Riffle through the shelves of a library overseas and you could find yourself whisked away on a surprise jaunt through Singapore - from a whirlwind look at its political past to hilarious heartland meditations on the intricacies of the humble "lah".
In the ongoing SG50 Gift Of Books initiative, 10,300 books written on Singapore, or by authors here, are sent to 46 libraries around the world - from Brunei to New Zealand.
The project by the National Library Board (NLB), in collaboration with the Ministry of Communications and Information and the Ministry of Foreign Affairs, started last year - the year of Singapore's Golden Jubilee - and will wrap up in April.
Its first stop was India, one of the first countries to recognise Singapore's independence.
Mrs Mary Tan, wife of President Tony Tan Keng Yam, presented the first of 300 books to the National Library of India's director-general last February, when she accompanied Dr Tan on a state visit.
NLB's assistant director of international relations and development Michelle Lau says of the project: "Books provide valuable insight into the heart of each country. Although we are a relatively young nation, both Singapore as well as our literary community have come a long way in these 50 years."
People who have seen Singapore as just a fine city where chewing gum is forbidden, those who have the idea of us being efficient robots in a clean, green place, can see another side to us.
SYLVIA TOH PAIK CHOO, author of The Complete Eh, Goondu!
"The SG50 Gift Of Books initiative was developed to allow us to share a small part of our history with our friends around the world, to showcase the progress we have made and the literary talent present within our shores."
About 300 books are being presented to each of the 46 libraries, most of them partner libraries of the NLB.
The range of books spans hard-nosed tomes on the economy, such as Terence Chong's Management Of Success: Singapore Revisited, to works of literature such as Reflecting On The Merlion, a poetry anthology edited by Edwin Thumboo and Yeow Kai Chai.
The selected titles, notes Ms Lau, can serve as a tangible record of Singapore's history and the ideas developed here, for readers who have never visited the country.
"Singaporean books and content, though gaining popularity, are not common in foreign libraries," she says. So sharing these books adds to the diversity of offerings in libraries overseas and gives readers there a fresh literary perspective.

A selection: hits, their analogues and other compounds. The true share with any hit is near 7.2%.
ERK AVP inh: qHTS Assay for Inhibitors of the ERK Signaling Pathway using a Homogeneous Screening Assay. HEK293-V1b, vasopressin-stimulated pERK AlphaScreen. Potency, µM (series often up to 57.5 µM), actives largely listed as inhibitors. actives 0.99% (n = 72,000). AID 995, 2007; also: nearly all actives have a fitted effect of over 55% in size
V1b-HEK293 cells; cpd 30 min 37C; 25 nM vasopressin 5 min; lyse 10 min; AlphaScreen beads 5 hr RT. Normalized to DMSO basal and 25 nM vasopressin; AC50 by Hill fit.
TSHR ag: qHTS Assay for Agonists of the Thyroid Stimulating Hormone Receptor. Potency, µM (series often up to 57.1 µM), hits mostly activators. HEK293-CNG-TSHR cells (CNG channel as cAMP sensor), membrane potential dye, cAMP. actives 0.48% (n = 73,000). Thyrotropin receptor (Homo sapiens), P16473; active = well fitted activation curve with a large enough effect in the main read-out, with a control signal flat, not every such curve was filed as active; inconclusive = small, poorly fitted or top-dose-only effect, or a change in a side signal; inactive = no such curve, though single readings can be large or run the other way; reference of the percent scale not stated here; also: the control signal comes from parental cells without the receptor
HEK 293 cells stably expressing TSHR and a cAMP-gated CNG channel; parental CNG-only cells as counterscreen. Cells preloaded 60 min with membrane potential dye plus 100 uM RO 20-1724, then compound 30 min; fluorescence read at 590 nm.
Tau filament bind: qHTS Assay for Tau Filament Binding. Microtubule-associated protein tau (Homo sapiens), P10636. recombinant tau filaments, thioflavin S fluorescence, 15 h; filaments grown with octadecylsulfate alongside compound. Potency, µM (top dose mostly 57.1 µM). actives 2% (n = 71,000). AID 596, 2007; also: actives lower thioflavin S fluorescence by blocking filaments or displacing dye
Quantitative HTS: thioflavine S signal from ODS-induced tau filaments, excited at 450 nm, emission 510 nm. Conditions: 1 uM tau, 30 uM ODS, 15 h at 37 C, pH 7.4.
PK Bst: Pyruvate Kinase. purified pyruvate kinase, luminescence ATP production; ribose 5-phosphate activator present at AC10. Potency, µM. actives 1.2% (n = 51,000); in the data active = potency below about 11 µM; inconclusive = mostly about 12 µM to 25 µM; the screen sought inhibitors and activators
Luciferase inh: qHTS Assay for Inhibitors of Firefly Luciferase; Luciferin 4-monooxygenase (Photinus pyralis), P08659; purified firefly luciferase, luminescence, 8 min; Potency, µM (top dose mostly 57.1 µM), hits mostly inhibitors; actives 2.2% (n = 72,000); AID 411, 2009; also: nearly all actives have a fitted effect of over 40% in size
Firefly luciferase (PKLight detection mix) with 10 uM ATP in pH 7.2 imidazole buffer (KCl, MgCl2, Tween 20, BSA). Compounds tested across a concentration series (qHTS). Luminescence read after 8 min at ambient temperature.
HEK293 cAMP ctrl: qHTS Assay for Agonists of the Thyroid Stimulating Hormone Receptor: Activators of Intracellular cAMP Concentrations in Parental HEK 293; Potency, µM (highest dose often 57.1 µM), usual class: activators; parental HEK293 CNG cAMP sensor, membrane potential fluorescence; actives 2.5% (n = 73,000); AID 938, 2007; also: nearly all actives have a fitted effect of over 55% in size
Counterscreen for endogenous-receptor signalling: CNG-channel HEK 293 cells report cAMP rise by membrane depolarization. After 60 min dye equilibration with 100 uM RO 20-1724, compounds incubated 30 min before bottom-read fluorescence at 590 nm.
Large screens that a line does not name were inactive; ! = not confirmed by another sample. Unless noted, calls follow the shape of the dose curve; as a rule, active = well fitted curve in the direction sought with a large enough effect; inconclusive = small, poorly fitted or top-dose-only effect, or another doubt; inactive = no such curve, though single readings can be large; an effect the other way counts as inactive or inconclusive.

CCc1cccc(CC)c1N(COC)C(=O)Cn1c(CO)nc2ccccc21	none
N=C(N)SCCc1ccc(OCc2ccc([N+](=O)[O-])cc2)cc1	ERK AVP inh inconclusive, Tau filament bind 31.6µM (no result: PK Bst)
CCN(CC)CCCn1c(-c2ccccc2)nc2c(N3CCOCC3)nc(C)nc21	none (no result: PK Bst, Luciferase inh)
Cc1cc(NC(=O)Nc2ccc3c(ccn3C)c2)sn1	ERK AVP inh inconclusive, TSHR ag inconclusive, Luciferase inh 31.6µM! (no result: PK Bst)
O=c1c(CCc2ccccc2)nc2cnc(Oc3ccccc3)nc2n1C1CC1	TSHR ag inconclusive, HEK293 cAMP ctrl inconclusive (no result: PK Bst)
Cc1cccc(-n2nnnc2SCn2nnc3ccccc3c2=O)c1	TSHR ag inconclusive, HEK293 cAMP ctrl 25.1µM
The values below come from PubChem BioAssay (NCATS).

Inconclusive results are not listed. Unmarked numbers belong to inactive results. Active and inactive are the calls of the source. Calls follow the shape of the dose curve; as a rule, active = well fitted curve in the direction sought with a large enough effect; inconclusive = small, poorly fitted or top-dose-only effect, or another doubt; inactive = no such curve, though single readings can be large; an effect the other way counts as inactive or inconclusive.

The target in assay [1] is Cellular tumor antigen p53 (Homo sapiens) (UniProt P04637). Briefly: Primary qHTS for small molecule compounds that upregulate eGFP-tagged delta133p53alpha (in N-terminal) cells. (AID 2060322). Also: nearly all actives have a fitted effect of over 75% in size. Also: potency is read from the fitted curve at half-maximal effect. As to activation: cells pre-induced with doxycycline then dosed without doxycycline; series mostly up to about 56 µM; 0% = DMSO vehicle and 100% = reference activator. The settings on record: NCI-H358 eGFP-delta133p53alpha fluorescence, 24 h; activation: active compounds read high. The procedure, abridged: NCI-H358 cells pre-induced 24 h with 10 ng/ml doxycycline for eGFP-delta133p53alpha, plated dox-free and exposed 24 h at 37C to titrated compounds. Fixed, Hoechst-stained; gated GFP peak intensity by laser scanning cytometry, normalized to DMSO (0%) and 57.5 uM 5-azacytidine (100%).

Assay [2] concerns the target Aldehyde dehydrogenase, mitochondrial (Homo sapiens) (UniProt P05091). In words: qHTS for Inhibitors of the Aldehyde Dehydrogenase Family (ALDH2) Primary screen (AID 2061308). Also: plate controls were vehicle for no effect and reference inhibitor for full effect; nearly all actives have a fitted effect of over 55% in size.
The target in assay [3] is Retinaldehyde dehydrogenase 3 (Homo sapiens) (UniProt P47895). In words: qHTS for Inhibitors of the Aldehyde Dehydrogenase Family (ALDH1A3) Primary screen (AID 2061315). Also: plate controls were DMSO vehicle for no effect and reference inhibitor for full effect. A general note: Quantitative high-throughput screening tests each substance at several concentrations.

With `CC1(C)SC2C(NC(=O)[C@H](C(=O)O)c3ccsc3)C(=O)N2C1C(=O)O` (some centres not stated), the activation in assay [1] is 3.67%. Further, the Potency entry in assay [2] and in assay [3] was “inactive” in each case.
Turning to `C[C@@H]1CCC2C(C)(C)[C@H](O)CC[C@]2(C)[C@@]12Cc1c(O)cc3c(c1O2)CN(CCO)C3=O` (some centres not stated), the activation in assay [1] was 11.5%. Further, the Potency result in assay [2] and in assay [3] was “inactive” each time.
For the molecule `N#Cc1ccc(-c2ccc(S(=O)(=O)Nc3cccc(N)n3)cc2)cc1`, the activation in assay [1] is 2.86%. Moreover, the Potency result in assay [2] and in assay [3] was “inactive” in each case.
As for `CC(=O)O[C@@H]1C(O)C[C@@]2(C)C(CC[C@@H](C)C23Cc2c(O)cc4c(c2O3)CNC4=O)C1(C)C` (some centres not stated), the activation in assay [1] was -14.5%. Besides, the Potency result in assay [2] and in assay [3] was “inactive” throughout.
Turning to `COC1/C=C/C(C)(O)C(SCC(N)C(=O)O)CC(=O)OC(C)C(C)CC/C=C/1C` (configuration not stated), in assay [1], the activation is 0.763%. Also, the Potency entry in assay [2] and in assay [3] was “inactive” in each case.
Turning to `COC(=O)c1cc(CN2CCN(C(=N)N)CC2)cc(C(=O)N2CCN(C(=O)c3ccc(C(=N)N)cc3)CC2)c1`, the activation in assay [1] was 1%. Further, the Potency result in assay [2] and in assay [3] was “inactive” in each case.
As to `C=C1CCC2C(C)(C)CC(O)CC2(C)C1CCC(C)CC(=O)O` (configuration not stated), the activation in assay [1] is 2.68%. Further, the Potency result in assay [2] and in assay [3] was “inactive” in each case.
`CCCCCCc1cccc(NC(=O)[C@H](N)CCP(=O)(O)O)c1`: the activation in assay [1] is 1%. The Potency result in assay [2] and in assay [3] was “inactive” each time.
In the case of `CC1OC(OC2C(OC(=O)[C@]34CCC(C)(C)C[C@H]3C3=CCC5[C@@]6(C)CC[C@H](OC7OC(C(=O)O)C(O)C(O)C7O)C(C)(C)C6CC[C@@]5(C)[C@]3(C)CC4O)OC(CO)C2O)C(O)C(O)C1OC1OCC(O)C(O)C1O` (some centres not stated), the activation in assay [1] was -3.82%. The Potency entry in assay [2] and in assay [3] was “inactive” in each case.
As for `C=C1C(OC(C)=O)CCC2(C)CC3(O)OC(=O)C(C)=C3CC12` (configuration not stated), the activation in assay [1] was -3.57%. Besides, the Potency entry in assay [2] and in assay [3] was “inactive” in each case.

She adds: "This also helps to elevate the status of Singapore authors and the literary community."
Writers who made the list say the project can offer foreigners a glimpse of a different side of Singapore and may even help buck stereotypes of the country.
The irrepressible Sylvia Toh Paik Choo, whose The Complete Eh, Goondu! was picked for the project, says: "People who have seen Singapore as just a fine city where chewing gum is forbidden, those who have the idea of us being efficient robots in a clean, green place, can see another side to us.
"From reading this, you can see we have a sense of fun. We can be creative, humorous and sensitive."
Widely acknowledged as the writer who popularised Singlish, Toh put out Eh, Goondu! in 1982, and a sequel, Lagi Goondu, four years later.
These famed guides to the home-grown patois were reprinted in the 2010 collection The Complete Eh, Goondu!
"Of course, I'm honoured lah. It's tremendous to find myself well and truly on the shelf," says Toh, who is in her 60s, with a laugh. "I hope readers abroad get that we are multi-cultural and multi-racial from reading it."
Then there is, of course, Singapore's culinary fixation.
Food blogger Leslie Tay's The End Of Char Kway Teow And Other Hawker Mysteries (2010), for instance, lays out some of the country's diverse culinary offerings and traces Singapore's growth through the spread and evolution of food here.
"I never quite expected this book to go overseas. The book came about because I felt Singaporeans needed to know a bit about the origin of the food they eat. This shouldn't be forgotten," says Dr Tay, 47.
"How our food developed tells us something about where we come from. They're reminders of our past. It's another side of Singapore for people overseas to learn about."
Timothy Auger hopes those thumbing through his 2013 book Living In A Garden: The Greening Of Singapore will see that there is more to Singapore than high-rise buildings and malls.
"Small though it is, Singapore is worth visiting for its parks and nature reserves, which have to be treasured and conserved for future generations," says the 68-year-old, who has lived here since the 1990s and is from Britain.
"There's a lot of greenery within the built-up areas and people in charge of cities overseas must understand that this needs long- term planning and commitment, and that it's worth the effort."
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